Morel is investigating as she paints which leads to her performative work. In that work she is performing that investigation with paint for an audience. The process becomes the work. Performative elements of mark making began to weave into Morel’s work in 2013. For this exhibit, the last in a 2017-2018 quartet of solo shows by women artists of color from different generations organized by the gallery, she will complete a new solo work at the opening. In thinking about object-making versus art-objectives in her practice, Morel steps into a process outside of painting. Performance art is not an object/objective based medium. This is not like making abstract work, but it is being in the abstract work itself; this is about ‘being ,’ ‘creating,’ and ‘thinking’ while usually painters are about the ‘result.’ It is an act of vulnerability for Morel to create openness/possibilities in her performance without the safety of a resulting object or the barrier of canvas between the audience and herself. “For me performative pieces are an extension of my body and a vulnerability. While some of the performances express power; they are also fragile; there is a duality. And when I allow the performances to become public or invite the public it’s not me…I pray and ask for cojones… so that my most authentic inner self [emerges].” The residue from this performance, “KNOTS,” will be left on display in the gallery for the entire duration of the show. This works will shift slightly as the show progresses.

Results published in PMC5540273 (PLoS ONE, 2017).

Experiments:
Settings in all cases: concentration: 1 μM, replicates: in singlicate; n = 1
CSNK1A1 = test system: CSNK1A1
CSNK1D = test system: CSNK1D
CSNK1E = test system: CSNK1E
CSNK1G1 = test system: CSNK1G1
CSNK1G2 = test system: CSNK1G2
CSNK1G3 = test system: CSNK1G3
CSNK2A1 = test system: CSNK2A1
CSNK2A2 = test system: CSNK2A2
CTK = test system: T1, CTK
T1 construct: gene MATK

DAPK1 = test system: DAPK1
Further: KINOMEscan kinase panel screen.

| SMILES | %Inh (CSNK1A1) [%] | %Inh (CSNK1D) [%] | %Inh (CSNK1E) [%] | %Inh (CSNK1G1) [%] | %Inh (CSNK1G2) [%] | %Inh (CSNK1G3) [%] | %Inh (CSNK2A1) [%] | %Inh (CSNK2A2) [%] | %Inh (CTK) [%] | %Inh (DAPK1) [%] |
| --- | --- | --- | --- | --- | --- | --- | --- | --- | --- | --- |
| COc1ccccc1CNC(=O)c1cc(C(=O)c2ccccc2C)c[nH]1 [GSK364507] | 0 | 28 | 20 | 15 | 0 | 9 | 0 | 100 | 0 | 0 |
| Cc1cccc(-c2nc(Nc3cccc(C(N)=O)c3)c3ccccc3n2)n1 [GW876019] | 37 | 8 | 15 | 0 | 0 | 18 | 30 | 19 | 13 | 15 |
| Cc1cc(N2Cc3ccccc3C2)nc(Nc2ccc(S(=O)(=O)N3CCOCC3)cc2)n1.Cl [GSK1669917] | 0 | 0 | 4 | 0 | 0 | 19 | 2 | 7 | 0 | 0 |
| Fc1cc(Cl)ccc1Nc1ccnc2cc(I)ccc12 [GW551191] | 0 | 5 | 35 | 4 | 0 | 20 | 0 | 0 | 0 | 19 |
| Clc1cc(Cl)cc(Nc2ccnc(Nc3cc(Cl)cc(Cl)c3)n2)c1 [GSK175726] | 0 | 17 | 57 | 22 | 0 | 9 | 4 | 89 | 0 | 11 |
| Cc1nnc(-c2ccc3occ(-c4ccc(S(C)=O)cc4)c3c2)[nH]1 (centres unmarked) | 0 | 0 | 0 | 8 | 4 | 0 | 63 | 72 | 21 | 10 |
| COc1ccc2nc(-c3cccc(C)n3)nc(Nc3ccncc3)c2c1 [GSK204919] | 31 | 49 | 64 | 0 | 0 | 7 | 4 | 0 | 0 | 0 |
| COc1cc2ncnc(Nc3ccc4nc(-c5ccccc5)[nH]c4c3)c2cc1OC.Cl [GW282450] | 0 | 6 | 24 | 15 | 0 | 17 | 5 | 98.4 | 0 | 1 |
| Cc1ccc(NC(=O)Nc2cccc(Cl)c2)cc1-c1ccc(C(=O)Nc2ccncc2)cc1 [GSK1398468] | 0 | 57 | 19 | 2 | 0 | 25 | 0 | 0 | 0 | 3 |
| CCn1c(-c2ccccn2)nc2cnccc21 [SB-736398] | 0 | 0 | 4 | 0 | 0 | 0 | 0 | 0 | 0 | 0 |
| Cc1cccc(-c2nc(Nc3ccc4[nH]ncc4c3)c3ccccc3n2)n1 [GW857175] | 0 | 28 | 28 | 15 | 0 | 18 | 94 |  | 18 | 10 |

Curated by Jo-El Lopez
Eleta J. Caldwell and Rodney M. Gilbert Memorial Gallery, Gallery Aferro